What is a Project Management Framework? - Definition & Examples

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  • 0:01 A Project Management Framework
  • 1:10 Lifecycle
  • 2:14 Control Cycle
  • 3:13 Tools and Templates
  • 3:52 Lesson Summary
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Lesson Transcript
Brianna Whiting

Brianna has a masters of education in educational leadership, a DBA business management, and a BS in animal science.

Expert Contributor
Joseph Shinn

Joe has a PhD in Economics from Temple University and has been teaching college-level courses for 10 years.

This lesson describes how a project management framework assures successful project completion. You will learn what a project management framework is, the stages involved, and the three major parts of the framework.

A Project Management Framework

Have you ever worked on a project that was completed smoothly, on time with great results? Then you probably had a good project manager who used a project management framework to assure success.

A project management framework

What is a project management framework? Basically, it is a combination of processes, tasks, and tools used to transition a project from start to finish. An overview of a generic process used by this framework is:

  • Initiation: when the project starts
  • Planning: when all of the key decisions are made
  • Execution: when project work actually takes place
  • Control: when adjustments are made to the plan
  • Monitoring: when project progress is checked
  • Termination: when the project comes to an end

Each stage of this process involves the completion of many tasks by project team members using various tools. The generic process just described is a project's lifecycle from initiation to termination, which is one part of the framework. Now let's dive deeper into the three parts of a project management framework: lifecycle, control cycle, and tools and templates.


The lifecycle of the framework explains the stages involved in the project and what needs to happen at each stage. It allows the management team to make adjustments and customize the stages based on the size and scope of the project.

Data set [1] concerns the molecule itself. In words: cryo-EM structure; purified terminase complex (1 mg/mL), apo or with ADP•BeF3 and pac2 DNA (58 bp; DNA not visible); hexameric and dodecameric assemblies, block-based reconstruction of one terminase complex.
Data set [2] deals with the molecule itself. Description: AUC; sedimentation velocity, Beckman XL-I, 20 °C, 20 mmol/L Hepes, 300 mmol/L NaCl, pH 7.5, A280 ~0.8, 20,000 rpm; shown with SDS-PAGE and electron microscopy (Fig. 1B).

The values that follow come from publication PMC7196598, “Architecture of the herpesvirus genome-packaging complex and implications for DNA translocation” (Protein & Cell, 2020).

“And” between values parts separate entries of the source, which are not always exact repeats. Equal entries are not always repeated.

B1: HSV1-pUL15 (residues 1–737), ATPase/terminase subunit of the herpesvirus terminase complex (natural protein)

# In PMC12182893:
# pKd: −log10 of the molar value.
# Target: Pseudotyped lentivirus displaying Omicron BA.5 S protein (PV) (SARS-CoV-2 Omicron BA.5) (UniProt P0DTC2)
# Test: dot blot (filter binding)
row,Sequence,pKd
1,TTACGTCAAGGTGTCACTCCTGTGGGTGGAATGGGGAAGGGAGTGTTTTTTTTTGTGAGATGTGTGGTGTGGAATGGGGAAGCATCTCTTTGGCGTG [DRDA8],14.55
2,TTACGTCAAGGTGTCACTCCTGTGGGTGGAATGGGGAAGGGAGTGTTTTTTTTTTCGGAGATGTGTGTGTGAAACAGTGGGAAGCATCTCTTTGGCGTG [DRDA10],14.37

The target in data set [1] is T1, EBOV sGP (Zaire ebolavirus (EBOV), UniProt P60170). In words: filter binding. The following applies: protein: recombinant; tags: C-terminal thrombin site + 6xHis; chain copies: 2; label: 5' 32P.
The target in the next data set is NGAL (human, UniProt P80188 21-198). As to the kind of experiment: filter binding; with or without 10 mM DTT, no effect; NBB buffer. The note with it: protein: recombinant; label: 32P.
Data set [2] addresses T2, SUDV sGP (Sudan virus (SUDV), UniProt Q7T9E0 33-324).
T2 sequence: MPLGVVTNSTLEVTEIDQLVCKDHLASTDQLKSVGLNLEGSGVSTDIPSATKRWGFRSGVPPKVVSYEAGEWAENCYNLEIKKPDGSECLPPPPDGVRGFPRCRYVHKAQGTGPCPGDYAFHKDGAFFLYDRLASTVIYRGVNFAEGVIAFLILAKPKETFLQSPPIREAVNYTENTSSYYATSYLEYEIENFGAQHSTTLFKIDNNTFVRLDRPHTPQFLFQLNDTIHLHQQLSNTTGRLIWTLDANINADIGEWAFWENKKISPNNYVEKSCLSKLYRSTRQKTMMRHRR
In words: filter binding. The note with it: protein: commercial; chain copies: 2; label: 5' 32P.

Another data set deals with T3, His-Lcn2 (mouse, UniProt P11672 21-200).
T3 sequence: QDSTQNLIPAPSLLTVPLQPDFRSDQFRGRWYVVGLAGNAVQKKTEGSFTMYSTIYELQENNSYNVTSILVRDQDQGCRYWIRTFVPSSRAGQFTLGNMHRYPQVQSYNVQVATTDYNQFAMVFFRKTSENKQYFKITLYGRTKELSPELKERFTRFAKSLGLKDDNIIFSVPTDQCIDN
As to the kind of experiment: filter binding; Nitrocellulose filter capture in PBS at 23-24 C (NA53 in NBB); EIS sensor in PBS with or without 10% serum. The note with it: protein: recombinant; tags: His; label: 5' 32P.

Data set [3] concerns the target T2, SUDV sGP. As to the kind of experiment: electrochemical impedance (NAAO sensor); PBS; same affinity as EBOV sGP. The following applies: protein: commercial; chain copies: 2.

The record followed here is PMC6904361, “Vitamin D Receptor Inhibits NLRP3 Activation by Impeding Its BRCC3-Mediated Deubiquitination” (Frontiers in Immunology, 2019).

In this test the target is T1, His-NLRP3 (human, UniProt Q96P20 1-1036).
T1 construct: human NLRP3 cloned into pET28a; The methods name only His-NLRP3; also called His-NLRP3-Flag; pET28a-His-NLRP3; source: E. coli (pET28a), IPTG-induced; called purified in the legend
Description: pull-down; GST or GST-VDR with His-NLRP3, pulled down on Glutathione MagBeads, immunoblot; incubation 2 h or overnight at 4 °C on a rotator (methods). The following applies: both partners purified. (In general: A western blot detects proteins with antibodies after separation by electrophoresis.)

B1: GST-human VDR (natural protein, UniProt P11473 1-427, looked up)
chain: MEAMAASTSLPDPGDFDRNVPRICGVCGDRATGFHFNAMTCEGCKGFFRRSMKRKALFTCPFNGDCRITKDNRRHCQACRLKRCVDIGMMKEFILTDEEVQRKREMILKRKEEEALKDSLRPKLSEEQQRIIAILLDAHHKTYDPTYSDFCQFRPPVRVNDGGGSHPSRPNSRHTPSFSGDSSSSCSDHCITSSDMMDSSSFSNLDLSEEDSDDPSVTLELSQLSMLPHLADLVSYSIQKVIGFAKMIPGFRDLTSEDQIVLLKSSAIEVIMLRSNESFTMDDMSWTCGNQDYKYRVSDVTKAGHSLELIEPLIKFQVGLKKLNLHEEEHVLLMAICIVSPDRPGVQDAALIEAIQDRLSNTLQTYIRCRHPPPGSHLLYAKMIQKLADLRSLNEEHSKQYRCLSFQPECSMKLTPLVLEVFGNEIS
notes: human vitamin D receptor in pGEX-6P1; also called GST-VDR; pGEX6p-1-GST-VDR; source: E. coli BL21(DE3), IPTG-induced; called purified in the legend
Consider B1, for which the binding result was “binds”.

For example, a company that is completing a project designing children's learning materials may have a lifecycle as follows:

1. First, the company initiates the project. The company may go through numerous upfront procedures to decide whether or not to pursue the business opportunity, make it available for bids, and finalize contracts.

2. Second, the company plans the project. The company defines in detail the project deliverables, schedule, detailed budget, etc.

3. Third, the company executes the project by proceeding with actual project tasks such as creating the learning materials. It manages the project according to plan by using the control cycle to monitor progress and adjust the plan if required.

4. Finally, when the materials are completed, the company terminates the project and follows a closure procedure.

Control Cycle

The next part of the project management framework is the control cycle. While the project lifecycle explains what needs to be done throughout each stage, the control cycle concentrates on the planning and management of each stage. In other words, it is a map for the project that outlines the plan for each stage and helps the manager oversee the process. The control cycle for each stage involves planning the stage, doing the work, checking the progress, and acting to control changes.

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Additional Activities

Case Study

For each of the following examples, discuss which of the steps in the project management framework (initiation, planning, execution, control, monitoring, and termination) is being described. Be sure to explain why you believe you are choosing the correct step.

  1. Your company is currently converting all paper files to digital. As the company is halfway through the process, your company realizes that the digital files are taking up too much space on the computers. Therefore, for the remaining part of the transition, the digital files are placed on zip drives.
  2. You run a restaurant and decide that you want to replace your out-of-date point-of-service system with a new one. Before doing so, however, you shop around to see all of the alternatives that you can choose from.
  3. You are the head of a large company and decide you want to create a new department that specializes in marketing. To try to determine the best way to make this transition, you hold a meeting with the heads of the different departments.
  4. You are a consultant working on a project for a different firm. You complete the report for the firm and send it to them, ending the duties that you were contracted to perform.
  5. Your team is currently working on a project that they were asked to complete. To see how the project is going, you hold weekly meetings with them so that they can provide updates.

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